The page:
Therapy sessions on the radio remind me that really, we are all acting

Susie Orbach's In Therapy has turned from an oddity to a thrilling drama.

Sign Up

Get the New Statesman's Morning Call email.

For the second series of In Therapy (weekdays, 12.04pm), the psychotherapist Susie Orbach continues to share sessions with clients in daily, 15-minute programmes. Each starts the same way: the doorbell ringing, Orbach answering, the client puffing up the stairs and settling in to the consulting room. Then begins the talking.

During the airing of the first series last year there was some confusion – a lack of clarity, perhaps – that these “clients” were in fact actors. It couldn’t be any other way, as no therapist would legitimately record such private exchanges.

Primed by Orbach on each character’s basic background and potential problems, what we hear is, in effect, an improvisation. While some listeners have said that this renders the programme little more than an interesting oddity – what exactly is the point of it all? – I find the project compelling. More than anything, it seems to examine (by powerful proxy) questions about performance. Teachers, lawyers, therapists, priests – actors all, to a certain extent.

I put this idea directly to Orbach, over the phone. Doesn’t she find herself, as an analyst, using the same lines, the same gestures and expressions, as an actor on a stage some months in to a long run? She found the question strange – possibly even a little offensive. When I asked her how she could sound so relaxed being recorded in such an unusual situation (and she does, hypnotically so), she answered: “It’s easy. The other person. The quiet of the room . . .” and trailed off.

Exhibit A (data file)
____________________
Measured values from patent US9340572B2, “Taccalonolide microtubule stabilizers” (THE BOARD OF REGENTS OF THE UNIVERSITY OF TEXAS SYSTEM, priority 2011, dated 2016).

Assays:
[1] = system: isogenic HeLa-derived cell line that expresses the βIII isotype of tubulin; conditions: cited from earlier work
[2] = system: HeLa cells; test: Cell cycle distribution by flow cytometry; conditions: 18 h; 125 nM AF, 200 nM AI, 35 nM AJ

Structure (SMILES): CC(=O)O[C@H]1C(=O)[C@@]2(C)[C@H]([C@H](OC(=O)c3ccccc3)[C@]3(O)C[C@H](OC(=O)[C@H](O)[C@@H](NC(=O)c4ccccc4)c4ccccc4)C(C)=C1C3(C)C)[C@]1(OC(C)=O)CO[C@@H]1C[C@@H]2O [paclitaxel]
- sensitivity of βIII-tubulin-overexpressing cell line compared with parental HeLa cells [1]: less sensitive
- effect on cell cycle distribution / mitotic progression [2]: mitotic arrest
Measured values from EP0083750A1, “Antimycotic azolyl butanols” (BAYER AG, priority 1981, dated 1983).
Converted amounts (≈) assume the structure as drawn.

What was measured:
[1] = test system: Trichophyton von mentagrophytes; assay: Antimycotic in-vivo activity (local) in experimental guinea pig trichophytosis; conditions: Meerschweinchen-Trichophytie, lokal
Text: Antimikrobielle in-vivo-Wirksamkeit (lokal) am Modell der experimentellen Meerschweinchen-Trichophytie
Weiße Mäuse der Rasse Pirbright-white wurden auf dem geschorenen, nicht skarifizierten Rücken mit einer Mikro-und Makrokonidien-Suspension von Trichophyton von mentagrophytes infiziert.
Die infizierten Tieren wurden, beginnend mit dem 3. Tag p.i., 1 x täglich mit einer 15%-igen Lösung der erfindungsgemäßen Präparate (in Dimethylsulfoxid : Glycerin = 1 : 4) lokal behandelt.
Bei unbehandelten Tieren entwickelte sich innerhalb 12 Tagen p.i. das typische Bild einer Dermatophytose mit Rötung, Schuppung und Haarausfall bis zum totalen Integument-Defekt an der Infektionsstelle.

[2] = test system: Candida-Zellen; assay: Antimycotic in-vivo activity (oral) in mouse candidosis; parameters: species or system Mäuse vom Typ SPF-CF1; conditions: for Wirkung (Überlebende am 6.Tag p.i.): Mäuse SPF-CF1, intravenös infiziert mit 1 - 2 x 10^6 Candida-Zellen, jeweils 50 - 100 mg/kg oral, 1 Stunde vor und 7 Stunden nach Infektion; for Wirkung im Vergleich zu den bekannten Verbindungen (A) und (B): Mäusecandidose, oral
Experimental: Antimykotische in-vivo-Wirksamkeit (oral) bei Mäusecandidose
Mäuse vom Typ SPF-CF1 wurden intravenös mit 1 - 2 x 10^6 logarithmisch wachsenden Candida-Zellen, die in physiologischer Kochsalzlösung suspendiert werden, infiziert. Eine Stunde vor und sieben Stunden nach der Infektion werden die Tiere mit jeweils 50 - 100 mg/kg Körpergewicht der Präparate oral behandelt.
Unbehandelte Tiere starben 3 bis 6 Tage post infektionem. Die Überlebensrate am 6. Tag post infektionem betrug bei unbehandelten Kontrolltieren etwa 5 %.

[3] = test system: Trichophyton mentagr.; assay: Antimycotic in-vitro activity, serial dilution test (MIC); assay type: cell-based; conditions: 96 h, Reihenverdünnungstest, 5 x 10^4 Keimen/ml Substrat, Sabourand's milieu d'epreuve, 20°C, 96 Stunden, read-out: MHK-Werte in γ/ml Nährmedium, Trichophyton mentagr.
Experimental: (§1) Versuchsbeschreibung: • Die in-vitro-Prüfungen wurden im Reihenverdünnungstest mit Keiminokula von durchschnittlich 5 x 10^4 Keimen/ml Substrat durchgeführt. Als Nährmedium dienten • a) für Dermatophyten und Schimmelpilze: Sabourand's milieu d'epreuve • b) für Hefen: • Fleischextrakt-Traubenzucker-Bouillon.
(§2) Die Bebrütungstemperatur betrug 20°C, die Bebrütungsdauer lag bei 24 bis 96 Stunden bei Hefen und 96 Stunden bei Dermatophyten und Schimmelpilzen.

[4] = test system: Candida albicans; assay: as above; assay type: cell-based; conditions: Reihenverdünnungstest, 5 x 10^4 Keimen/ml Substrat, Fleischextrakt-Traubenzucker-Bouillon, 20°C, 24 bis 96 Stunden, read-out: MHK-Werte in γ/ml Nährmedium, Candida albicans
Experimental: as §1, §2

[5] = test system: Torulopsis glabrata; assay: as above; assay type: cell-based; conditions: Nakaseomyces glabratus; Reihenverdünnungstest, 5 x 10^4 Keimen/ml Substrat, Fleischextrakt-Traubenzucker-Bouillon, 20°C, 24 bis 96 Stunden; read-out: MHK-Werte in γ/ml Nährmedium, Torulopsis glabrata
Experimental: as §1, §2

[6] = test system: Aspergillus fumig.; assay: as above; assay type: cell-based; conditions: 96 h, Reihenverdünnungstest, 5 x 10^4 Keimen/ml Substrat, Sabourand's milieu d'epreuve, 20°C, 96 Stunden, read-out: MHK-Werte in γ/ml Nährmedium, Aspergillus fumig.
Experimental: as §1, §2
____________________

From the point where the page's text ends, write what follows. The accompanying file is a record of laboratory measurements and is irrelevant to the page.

“Real” or not, it’s all the same to her, and a serious business. Still, I find myself wondering about the character John, who has appeared twice now, and will feature again before the end of the current series. He’s a former union man whose secret affair with a Polish sex worker is collapsing over her admission that she loathed the former Polish president Lech Wałesa. Add to this the complication that John believes Susie is the one woman who might make him physically and emotionally happy in a life together outside the room, and what you have is great plot – with the therapist at its centre.

I assume more series will follow. Like it or not, Orbach is now a de facto dramatist. 

Antonia Quirke is an author and journalist. She presents The Film Programme on BBC Radio 4. She writes a column on radio for the New Statesman.

This article appears in the 17 November 2016 issue of the New Statesman, Trump world

Free trial CSS